International Variation in Criteria for Internal Mammary Chain Radiotherapy

F. K. Duane*, P. McGale, S. Teoh, C. Mortimer, J. Broggio, Sarah Darby, D. Dodwell, B. Lavery, S. Oliveros, K. A. Vallis, C. W. Taylor

*Corresponding author for this work

    Research output: Contribution to journalArticlepeer-review

    24 Citations (Scopus)


    Aims: Evidence has emerged that internal mammary chain (IMC) radiotherapy reduces breast cancer mortality, leading to changes in treatment guidelines. This study investigated current IMC radiotherapy criteria and the percentages of patients irradiated for breast cancer in England who fulfilled them. Materials and methods: A systematic search was undertaken for national guidelines published in English during 2013–2018 presenting criteria for ‘consideration of’ or ‘recommendation for’ IMC radiotherapy. Patient and tumour variables were collected for patients who received breast cancer radiotherapy in England during 2012–2016. The percentages of patients fulfilling criteria stipulated in each set of guidelines were calculated. Results: In total, 111 729 women were recorded as receiving adjuvant breast cancer radiotherapy in England during 2012–2016 and full data were available on 48 095 of them. Percentages of patients fulfilling IMC radiotherapy criteria in various national guidelines were: UK Royal College of Radiologists 13% (6035/48 095), UK National Institute for Health and Care Excellence 18% (8816/48 095), Germany 32% (15 646/48 095), Ireland 56% (26 846/48 095) and USA 59% (28 373/48 095). Differences between countries occurred because in Ireland and the USA, treatment may be considered in some node-negative patients, whereas in the UK, treatment is considered if at least four axillary nodes are involved or for high-risk patients with one to three positive nodes. In Germany, treatment may be considered for all node-positive patients. Conclusions: There is substantial variability between countries in criteria for consideration of IMC radiotherapy, despite guidelines being based on the same evidence. This will probably lead to large variations in practice and resource needs worldwide.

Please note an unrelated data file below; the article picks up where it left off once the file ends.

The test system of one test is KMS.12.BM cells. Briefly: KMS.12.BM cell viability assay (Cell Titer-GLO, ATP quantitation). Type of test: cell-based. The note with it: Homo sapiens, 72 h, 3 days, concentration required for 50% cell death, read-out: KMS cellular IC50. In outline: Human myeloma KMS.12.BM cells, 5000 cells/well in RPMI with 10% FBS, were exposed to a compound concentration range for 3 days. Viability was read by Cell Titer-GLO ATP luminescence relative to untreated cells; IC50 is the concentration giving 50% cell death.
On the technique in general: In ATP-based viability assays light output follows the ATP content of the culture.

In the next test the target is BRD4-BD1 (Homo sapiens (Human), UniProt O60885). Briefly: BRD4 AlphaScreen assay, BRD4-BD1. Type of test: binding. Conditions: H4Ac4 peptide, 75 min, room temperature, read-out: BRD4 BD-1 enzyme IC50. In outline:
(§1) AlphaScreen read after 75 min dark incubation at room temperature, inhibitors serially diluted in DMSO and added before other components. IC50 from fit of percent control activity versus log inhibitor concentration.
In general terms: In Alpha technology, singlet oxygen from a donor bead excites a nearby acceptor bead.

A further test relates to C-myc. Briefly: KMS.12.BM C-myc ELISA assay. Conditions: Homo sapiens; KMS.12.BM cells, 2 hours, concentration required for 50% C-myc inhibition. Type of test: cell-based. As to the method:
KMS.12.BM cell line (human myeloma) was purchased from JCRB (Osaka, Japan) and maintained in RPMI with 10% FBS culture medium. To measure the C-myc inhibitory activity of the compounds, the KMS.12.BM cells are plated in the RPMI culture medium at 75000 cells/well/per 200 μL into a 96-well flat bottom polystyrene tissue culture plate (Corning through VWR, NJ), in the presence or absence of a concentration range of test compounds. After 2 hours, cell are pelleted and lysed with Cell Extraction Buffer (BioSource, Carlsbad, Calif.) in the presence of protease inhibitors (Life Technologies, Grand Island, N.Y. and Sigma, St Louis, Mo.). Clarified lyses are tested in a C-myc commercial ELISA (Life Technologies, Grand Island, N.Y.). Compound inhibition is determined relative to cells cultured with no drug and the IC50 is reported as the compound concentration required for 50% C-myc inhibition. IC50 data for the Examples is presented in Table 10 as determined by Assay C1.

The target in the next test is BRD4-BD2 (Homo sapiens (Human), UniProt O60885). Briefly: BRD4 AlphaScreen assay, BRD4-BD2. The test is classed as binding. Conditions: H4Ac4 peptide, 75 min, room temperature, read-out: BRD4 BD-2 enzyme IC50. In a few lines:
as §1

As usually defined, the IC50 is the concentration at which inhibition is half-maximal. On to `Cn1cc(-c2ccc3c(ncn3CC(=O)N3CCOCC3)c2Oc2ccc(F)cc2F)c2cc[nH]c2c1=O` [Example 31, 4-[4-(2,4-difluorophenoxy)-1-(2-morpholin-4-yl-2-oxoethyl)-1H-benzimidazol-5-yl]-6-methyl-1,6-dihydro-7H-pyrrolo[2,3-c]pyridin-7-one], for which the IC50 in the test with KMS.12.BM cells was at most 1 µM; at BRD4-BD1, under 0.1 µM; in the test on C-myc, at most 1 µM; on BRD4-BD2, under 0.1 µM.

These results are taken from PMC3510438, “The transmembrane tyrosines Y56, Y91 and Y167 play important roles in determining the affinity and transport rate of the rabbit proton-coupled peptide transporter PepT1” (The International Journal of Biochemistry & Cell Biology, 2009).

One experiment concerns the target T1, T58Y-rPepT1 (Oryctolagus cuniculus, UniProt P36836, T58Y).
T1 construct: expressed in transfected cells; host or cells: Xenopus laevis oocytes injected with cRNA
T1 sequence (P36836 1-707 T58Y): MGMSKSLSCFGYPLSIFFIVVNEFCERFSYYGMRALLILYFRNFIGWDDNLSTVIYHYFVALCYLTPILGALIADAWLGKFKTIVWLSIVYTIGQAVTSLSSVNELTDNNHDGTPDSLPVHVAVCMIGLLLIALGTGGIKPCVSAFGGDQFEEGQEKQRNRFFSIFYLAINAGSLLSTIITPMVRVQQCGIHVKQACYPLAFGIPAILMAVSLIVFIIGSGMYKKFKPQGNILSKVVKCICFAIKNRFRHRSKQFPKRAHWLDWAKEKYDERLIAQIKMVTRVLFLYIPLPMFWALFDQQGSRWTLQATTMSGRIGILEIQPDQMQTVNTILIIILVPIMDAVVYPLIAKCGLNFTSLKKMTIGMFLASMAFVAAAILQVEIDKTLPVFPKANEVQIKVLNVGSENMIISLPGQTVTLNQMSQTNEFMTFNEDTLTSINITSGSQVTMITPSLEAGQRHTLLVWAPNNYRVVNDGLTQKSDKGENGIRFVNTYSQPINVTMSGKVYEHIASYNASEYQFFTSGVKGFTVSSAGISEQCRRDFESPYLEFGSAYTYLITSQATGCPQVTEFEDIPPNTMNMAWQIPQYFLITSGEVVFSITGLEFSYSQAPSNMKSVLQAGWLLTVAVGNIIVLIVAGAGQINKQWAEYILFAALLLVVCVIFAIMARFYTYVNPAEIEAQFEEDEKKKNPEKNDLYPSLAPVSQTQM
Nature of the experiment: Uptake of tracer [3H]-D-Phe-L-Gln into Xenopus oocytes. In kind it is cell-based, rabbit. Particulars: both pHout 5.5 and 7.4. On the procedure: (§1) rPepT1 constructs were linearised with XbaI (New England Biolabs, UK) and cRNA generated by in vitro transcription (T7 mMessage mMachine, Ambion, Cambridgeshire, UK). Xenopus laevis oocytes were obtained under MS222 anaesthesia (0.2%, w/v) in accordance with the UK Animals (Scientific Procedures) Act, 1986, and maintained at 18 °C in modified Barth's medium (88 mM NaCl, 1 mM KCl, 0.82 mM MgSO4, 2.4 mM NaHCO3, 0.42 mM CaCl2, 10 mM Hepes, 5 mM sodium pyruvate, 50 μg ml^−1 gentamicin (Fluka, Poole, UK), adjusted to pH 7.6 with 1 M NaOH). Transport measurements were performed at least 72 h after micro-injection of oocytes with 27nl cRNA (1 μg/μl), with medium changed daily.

Original languageEnglish
    Pages (from-to)453-461
    Number of pages9
    JournalClinical Oncology
    Issue number7
    Publication statusPublished - Jul 2019

    Bibliographical note

    Funding Information:
    This work was funded by a Medical Research Council UK Clinical Research Fellowship grant and by a research contract to the University of Oxford under the Department of Health Policy Research Programme (Studies of Ionising Radiation and the Risk of Heart Disease). FD, CT and SD received funding from Cancer Research UK (grant C8225/A21133 ), the British Heart Foundation Centre for Research Excellence, Oxford (grant RE/13/1/30181 ) as well as core funding from Cancer Research UK, the UK Medical Research Council and the British Heart Foundation to the Oxford University Clinical Trial Service Unit (grant MC_U137686858 ). The authors would like to thank Birgitte Vrou Offersen for translating the Danish guidelines and Jackie Charman for her work on the Public Health England data. Procedures for accessing the data for this study are available on: .

    Publisher Copyright:
    © 2019 The Royal College of Radiologists


    • Internal mammary chain
    • international criteria
    • radiotherapy


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